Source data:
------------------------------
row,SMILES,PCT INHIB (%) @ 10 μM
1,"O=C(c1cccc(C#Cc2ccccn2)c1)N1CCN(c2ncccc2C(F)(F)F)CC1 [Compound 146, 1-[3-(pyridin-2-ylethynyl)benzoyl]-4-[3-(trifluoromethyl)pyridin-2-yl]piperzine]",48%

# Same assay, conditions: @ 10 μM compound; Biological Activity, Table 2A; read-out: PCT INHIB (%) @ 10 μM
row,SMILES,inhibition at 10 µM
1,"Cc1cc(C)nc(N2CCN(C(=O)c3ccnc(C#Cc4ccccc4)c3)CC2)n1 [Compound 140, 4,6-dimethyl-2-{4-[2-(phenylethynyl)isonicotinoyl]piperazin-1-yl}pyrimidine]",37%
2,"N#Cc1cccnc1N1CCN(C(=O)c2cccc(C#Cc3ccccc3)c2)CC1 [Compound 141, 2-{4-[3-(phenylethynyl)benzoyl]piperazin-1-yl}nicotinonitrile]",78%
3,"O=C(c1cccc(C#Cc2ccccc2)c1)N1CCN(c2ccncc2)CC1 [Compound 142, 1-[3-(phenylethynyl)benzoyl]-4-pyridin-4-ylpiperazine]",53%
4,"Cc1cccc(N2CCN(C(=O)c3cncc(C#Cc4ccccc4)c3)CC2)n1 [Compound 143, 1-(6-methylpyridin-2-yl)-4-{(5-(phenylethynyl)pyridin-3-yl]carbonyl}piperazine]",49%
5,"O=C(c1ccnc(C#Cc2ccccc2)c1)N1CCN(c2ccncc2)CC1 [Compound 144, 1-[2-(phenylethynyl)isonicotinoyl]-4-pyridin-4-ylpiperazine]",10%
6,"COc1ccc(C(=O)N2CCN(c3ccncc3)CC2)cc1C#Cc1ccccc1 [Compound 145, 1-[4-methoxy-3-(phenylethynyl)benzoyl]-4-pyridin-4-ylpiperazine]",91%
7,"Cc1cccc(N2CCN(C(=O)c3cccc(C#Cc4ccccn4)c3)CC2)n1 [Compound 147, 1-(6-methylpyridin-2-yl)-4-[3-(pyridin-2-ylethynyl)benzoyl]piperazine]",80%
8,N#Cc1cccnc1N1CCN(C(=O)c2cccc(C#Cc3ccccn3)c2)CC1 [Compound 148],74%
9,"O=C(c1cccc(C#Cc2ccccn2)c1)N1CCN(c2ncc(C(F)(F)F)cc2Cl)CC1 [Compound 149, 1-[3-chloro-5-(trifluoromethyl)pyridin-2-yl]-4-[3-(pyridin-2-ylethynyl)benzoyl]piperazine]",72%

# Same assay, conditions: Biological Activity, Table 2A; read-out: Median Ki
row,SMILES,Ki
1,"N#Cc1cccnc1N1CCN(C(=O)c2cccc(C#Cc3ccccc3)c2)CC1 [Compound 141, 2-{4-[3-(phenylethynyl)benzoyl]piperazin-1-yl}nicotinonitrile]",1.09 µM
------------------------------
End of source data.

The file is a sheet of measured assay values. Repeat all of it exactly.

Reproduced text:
row,SMILES,PCT INHIB (%) @ 10 μM
1,"O=C(c1cccc(C#Cc2ccccn2)c1)N1CCN(c2ncccc2C(F)(F)F)CC1 [Compound 146, 1-[3-(pyridin-2-ylethynyl)benzoyl]-4-[3-(trifluoromethyl)pyridin-2-yl]piperzine]",48%

# Same assay, conditions: @ 10 μM compound; Biological Activity, Table 2A; read-out: PCT INHIB (%) @ 10 μM
row,SMILES,inhibition at 10 µM
1,"Cc1cc(C)nc(N2CCN(C(=O)c3ccnc(C#Cc4ccccc4)c3)CC2)n1 [Compound 140, 4,6-dimethyl-2-{4-[2-(phenylethynyl)isonicotinoyl]piperazin-1-yl}pyrimidine]",37%
2,"N#Cc1cccnc1N1CCN(C(=O)c2cccc(C#Cc3ccccc3)c2)CC1 [Compound 141, 2-{4-[3-(phenylethynyl)benzoyl]piperazin-1-yl}nicotinonitrile]",78%
3,"O=C(c1cccc(C#Cc2ccccc2)c1)N1CCN(c2ccncc2)CC1 [Compound 142, 1-[3-(phenylethynyl)benzoyl]-4-pyridin-4-ylpiperazine]",53%
4,"Cc1cccc(N2CCN(C(=O)c3cncc(C#Cc4ccccc4)c3)CC2)n1 [Compound 143, 1-(6-methylpyridin-2-yl)-4-{(5-(phenylethynyl)pyridin-3-yl]carbonyl}piperazine]",49%
5,"O=C(c1ccnc(C#Cc2ccccc2)c1)N1CCN(c2ccncc2)CC1 [Compound 144, 1-[2-(phenylethynyl)isonicotinoyl]-4-pyridin-4-ylpiperazine]",10%
6,"COc1ccc(C(=O)N2CCN(c3ccncc3)CC2)cc1C#Cc1ccccc1 [Compound 145, 1-[4-methoxy-3-(phenylethynyl)benzoyl]-4-pyridin-4-ylpiperazine]",91%
7,"Cc1cccc(N2CCN(C(=O)c3cccc(C#Cc4ccccn4)c3)CC2)n1 [Compound 147, 1-(6-methylpyridin-2-yl)-4-[3-(pyridin-2-ylethynyl)benzoyl]piperazine]",80%
8,N#Cc1cccnc1N1CCN(C(=O)c2cccc(C#Cc3ccccn3)c2)CC1 [Compound 148],74%
9,"O=C(c1cccc(C#Cc2ccccn2)c1)N1CCN(c2ncc(C(F)(F)F)cc2Cl)CC1 [Compound 149, 1-[3-chloro-5-(trifluoromethyl)pyridin-2-yl]-4-[3-(pyridin-2-ylethynyl)benzoyl]piperazine]",72%

# Same assay, conditions: Biological Activity, Table 2A; read-out: Median Ki
row,SMILES,Ki
1,"N#Cc1cccnc1N1CCN(C(=O)c2cccc(C#Cc3ccccc3)c2)CC1 [Compound 141, 2-{4-[3-(phenylethynyl)benzoyl]piperazin-1-yl}nicotinonitrile]",1.09 µM